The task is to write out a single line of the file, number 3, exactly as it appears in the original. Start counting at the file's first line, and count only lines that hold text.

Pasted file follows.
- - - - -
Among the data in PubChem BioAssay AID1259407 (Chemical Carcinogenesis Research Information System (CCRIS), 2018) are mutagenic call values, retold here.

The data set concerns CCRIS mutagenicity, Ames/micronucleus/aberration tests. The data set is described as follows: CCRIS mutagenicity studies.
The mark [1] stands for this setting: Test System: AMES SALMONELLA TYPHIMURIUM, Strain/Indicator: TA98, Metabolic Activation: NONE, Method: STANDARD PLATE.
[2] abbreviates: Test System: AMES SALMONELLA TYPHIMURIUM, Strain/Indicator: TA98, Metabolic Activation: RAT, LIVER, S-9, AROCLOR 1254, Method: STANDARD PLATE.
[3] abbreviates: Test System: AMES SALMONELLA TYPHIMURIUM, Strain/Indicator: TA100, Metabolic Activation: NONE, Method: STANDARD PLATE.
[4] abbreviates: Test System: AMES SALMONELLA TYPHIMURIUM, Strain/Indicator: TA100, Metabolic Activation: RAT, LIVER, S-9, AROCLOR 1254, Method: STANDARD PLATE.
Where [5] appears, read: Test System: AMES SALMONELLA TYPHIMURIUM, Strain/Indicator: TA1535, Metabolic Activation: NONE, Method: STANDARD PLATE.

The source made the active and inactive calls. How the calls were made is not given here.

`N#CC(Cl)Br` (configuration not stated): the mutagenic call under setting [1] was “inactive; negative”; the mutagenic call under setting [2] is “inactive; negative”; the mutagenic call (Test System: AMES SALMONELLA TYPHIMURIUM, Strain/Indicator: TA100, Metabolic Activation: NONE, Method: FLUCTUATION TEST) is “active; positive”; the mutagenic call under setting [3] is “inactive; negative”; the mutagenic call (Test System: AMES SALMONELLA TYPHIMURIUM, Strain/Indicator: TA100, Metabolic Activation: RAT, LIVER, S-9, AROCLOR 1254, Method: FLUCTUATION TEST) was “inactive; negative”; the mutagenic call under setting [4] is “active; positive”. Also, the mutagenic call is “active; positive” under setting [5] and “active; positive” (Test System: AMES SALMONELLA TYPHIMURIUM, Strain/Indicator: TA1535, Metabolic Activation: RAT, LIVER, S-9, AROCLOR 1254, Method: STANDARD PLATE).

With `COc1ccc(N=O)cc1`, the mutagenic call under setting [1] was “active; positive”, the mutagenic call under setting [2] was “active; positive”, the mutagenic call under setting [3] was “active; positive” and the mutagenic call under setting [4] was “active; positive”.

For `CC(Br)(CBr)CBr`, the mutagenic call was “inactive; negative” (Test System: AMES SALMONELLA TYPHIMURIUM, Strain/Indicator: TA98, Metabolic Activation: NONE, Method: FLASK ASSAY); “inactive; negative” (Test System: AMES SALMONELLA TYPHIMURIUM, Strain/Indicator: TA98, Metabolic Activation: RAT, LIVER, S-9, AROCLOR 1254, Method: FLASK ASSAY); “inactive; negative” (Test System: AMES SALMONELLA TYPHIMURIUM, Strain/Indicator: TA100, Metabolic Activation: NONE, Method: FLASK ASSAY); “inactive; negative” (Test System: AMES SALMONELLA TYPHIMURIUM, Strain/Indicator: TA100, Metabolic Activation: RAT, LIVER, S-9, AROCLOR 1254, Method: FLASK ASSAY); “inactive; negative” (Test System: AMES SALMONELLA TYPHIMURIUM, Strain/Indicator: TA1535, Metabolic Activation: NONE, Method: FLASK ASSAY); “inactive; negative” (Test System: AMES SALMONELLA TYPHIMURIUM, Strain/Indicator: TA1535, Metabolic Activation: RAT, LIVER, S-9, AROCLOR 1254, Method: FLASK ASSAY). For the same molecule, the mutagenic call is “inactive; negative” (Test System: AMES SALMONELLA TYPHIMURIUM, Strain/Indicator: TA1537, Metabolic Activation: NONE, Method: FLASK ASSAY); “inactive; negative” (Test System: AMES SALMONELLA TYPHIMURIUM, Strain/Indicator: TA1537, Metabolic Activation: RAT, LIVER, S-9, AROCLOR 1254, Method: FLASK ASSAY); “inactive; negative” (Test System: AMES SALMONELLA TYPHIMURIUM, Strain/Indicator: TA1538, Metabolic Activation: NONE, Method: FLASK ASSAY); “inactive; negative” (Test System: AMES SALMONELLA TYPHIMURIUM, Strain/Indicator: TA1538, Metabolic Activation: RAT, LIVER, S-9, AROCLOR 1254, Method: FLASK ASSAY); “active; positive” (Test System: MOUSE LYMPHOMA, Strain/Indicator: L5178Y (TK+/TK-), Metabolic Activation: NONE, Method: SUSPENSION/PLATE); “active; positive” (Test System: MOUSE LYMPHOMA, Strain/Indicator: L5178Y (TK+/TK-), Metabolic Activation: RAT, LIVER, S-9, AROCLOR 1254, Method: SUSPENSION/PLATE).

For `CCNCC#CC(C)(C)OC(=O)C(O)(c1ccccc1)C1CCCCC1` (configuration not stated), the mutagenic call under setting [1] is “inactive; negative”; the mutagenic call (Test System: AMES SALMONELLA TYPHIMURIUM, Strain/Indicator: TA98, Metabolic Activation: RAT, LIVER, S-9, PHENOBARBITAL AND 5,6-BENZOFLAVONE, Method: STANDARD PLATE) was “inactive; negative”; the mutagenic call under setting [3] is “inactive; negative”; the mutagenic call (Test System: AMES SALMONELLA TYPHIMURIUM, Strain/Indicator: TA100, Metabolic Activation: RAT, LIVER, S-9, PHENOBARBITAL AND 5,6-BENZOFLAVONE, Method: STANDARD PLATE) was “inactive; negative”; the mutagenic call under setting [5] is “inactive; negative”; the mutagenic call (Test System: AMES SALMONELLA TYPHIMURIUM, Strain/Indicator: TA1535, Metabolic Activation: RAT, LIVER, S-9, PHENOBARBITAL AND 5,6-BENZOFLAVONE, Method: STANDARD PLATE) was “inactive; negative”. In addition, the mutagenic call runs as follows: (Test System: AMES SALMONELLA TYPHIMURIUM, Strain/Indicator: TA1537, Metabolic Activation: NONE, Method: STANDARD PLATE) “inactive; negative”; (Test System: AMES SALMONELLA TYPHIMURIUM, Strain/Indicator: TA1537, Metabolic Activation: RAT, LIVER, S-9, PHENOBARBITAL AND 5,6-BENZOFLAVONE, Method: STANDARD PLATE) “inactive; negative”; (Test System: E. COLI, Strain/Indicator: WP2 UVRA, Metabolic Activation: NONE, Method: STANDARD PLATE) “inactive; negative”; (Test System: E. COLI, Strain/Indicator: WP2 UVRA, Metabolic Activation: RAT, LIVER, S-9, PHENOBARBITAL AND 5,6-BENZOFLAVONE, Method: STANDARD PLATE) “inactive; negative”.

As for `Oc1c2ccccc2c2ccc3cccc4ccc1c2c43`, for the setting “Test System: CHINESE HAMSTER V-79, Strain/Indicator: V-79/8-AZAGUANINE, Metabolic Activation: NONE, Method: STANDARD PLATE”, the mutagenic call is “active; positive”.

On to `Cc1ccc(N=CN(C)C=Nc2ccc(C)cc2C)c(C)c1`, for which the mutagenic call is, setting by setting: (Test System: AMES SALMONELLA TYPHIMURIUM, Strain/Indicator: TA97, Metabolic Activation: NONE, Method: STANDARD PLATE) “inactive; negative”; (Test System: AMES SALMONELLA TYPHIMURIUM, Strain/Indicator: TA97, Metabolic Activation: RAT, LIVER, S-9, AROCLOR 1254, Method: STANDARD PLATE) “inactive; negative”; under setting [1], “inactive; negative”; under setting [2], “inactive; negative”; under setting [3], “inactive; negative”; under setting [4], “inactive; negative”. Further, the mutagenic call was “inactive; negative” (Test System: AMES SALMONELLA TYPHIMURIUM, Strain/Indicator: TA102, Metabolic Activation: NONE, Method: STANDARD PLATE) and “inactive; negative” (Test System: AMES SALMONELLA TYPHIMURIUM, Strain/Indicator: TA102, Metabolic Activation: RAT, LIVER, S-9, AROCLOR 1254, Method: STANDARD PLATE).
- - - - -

The mark [1] stands for this setting: Test System: AMES SALMONELLA TYPHIMURIUM, Strain/Indicator: TA98, Metabolic Activation: NONE, Method: STANDARD PLATE.